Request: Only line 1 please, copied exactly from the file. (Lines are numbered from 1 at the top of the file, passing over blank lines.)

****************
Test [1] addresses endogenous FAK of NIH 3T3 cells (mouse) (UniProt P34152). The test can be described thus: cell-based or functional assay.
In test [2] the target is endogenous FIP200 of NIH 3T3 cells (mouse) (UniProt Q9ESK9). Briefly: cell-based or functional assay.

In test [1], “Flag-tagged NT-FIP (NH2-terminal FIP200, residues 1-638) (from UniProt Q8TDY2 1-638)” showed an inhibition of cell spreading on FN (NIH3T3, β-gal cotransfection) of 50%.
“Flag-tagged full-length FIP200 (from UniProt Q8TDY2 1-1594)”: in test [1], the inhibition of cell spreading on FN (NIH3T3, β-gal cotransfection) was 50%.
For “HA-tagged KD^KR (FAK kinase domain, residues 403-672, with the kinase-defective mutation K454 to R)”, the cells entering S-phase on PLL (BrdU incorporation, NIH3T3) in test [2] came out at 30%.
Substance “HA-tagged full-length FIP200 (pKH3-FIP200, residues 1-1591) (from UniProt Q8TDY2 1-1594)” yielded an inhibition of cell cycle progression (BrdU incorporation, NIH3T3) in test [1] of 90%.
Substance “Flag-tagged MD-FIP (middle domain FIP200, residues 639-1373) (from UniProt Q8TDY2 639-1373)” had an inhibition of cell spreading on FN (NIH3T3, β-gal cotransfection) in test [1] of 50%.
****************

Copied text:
Test [1] addresses endogenous FAK of NIH 3T3 cells (mouse) (UniProt P34152). The test can be described thus: cell-based or functional assay.